Zoho and Google often draw comparisons thanks to their similar suite of apps, and it’s easy to see how Ulaa could be perceived as competing with Chrome. But that’s not the idea – Ulaa has phishing detection embedded into the browser to protect our privacy so we can get more of the good experiences from AI. There’s a bigger security tie-in with Ulaa as well, mainly around making the Zoho platform easier to use, but that’s a topic for another time.

One more important point about privacy that I liked hearing from Zoho - “we don’t ever monetize your data – you pay us to use your data, but we won’t monetize it.” This is a major way for how Zoho is not like Google, and reflects their view that privacy is a “fundamental human right,” and on that basis, they are not in the business of selling your data. Amen.

Secondly for Zoho’s AI tenets, their take on value stood out for me – “the best AI is when you don’t know you’re using AI.” That’s always been my view, and the less vendors talk about AI as a topic and the more they focus on solutions for business problems, the faster AI will be adopted. This is another example of how they’re using AI strategically with customers, rather than touting how AI-first they are. For Zoho, “AI isn’t an upsell opportunity – it’s core to the offering.”


Ingredient #3 – Staying Private, Also the Zoho Way

With many players in our space struggling financially, there’s nowhere to hide. With Microsoft becoming so dominant, the strong are becoming stronger, and the margin of error for everyone else only becomes smaller. Furthermore, with AI changing everything so quickly, the all-in strategy can be very risky, at least until AI shows real ROI with customers – but that’s an if, not a when.

Not to be bleak here – I’m very much a fan of companies going public – but in this climate, there’s a lot of upside for remaining private, especially if you can afford to do so. Zoho very much fits that bill, and I think it’s a key ingredient for their recipe for success. Their financials weren’t discussed at Zoholics, but we saw enough of that at the earlier analyst event to know they’re on solid ground. There’s no need or pressure on the company to go public, and why change up the recipe if the customers keep ordering from your menu?

This is where CEO and co-founder Sridhar Vembu does his best talking, and coming back to principles, the company rightly takes pride in operating profitably, but what really matters is what you do with those profits. Having freedom to do things their way means investing in areas they believe will be the most impactful. They could try to accelerate growth or consolidate the market via acquisitions, but they have other priorities that better align with their principles.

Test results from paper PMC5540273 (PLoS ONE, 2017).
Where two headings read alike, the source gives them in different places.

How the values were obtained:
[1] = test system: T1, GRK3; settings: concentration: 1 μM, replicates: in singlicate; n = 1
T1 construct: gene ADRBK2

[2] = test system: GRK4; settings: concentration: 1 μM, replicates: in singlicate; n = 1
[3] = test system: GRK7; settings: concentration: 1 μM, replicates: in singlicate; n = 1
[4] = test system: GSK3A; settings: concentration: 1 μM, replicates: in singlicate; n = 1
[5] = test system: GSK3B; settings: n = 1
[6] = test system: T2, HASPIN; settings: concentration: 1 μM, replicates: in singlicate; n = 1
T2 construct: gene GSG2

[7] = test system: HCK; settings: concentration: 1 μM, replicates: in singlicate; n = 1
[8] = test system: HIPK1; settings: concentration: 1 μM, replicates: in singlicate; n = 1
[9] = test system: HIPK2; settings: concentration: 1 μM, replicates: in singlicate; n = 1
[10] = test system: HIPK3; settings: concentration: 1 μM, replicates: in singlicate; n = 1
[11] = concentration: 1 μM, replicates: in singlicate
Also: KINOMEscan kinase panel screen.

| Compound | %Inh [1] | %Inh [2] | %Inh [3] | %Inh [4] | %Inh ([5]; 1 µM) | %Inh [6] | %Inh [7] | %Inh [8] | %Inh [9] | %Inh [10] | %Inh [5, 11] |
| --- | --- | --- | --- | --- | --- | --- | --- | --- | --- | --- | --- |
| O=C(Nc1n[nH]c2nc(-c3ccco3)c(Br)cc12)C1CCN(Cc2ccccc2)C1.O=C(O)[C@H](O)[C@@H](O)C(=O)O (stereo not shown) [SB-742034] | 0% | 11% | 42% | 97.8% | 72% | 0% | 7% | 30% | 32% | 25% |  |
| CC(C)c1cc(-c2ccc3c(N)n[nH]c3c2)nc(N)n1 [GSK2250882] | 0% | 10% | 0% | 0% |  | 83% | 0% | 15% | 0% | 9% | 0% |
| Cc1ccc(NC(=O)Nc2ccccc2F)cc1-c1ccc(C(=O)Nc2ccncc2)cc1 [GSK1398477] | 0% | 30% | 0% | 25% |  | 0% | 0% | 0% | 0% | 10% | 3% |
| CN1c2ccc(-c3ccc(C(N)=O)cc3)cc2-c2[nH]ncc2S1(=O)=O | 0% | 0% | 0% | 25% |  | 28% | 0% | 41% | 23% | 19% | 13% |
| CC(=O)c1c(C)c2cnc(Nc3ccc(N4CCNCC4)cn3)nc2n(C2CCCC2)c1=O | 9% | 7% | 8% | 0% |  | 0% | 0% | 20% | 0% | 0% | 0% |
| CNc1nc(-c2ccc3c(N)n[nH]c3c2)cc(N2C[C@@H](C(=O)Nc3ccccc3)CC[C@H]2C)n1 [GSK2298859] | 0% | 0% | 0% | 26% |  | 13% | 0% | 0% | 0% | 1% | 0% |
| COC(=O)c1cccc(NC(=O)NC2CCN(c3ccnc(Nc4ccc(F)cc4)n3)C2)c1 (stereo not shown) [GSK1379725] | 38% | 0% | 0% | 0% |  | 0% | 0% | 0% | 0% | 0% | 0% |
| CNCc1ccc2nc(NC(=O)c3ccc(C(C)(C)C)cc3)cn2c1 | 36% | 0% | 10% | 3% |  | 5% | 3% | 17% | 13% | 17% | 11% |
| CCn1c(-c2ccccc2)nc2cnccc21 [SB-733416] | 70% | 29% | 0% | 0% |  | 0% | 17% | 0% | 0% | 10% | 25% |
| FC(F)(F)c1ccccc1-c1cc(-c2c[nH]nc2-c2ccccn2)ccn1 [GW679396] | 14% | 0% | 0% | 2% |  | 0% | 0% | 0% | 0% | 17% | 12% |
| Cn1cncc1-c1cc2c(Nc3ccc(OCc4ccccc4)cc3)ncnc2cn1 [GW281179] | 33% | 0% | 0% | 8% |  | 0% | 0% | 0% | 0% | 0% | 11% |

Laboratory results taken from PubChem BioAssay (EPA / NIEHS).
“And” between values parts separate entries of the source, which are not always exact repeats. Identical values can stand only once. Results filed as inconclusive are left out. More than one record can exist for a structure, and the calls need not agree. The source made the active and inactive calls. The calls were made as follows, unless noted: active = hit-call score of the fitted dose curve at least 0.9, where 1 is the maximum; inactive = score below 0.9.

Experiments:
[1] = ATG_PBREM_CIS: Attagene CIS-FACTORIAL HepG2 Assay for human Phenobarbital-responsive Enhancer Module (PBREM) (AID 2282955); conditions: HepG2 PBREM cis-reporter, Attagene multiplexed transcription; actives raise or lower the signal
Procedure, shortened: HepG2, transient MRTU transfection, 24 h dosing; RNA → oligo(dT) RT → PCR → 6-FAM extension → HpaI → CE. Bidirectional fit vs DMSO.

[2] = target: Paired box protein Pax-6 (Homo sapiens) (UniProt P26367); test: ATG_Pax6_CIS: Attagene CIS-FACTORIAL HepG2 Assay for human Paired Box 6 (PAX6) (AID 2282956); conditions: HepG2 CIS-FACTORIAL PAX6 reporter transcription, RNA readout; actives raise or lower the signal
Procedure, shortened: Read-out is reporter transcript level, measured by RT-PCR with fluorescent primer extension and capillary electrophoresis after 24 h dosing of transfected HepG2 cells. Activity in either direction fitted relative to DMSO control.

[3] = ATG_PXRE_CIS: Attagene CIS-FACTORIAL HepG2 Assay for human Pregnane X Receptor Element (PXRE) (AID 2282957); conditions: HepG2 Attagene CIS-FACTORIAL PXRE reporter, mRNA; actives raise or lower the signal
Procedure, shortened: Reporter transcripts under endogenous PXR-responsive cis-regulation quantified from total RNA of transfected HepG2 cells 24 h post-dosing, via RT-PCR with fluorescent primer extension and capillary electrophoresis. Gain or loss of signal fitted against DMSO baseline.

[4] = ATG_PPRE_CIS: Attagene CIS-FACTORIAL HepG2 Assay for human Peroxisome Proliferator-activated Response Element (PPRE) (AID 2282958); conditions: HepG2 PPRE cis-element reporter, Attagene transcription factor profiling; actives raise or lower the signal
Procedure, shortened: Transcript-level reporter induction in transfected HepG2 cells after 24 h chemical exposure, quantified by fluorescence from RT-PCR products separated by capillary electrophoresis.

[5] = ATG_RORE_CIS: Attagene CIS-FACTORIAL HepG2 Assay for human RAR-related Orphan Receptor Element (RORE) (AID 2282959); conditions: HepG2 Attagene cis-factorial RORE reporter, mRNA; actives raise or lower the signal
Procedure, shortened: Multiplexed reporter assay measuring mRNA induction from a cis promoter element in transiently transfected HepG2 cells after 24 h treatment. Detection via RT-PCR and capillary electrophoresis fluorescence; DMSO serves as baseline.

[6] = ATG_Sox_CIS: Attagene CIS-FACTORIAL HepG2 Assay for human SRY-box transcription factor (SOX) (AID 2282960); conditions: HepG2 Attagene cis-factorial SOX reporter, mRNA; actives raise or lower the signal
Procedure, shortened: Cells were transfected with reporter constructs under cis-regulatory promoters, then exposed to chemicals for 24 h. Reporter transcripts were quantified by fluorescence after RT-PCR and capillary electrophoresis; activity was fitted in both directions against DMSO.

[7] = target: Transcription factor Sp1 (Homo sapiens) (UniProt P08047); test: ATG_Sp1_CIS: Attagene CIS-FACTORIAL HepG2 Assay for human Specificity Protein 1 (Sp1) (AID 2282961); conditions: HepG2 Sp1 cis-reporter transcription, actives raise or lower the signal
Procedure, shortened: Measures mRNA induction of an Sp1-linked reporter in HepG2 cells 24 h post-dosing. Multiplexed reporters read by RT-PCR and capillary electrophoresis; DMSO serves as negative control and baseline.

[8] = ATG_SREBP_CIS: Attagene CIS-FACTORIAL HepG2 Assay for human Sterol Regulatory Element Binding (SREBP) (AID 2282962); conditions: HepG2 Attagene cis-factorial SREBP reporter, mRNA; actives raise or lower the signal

The main one would be getting closer to the customer, and Sridhar emphasized how they’re investing in resources to do this, both in terms of new hires and building a stronger local partner ecosystem. When it comes to business principles, the customer comes first, and clearly Zoho views customers as their most important asset. They know where their sweet spots are – mainly SMB and mid-market - both in terms of building out the right offerings, along with supporting customers to ensure they get full value from Zoho One, their flagship product.

Another tangent would be their many initiatives to create economic opportunity for rural communities, especially in the developing world. Zoho may be a global company, but also Ghandi-like in terms of operating locally. This calls for a separate article altogether, but in my view, truly sets Zoho apart from everyone else in our space. Zoho may be a software company first and foremost, but in many ways, it’s a means to an end.


Coda – when in Austin…

Zoholics was a great opportunity for analysts to get company updates along with the latest news – and yes, there was news – but there’s more to life than productivity, CRM, AI and security. As mentioned, Austin is my kind of town, and perhaps fun is another ingredient for Zoho’s success recipe. We had our share of that, with an outing to the renowned Franklin Barbecue, and a nice spot of live music, Austin-style. Second helpings – any time!

This post is written on behalf of BCStrategies, an industry resource for enterprises, vendors, system integrators, and anyone interested in the growing business communications arena. A supplier of objective information on business communications, BCStrategies is supported by an alliance of leading communication industry advisors, analysts, and consultants who have worked in the various segments of the dynamic business communications market.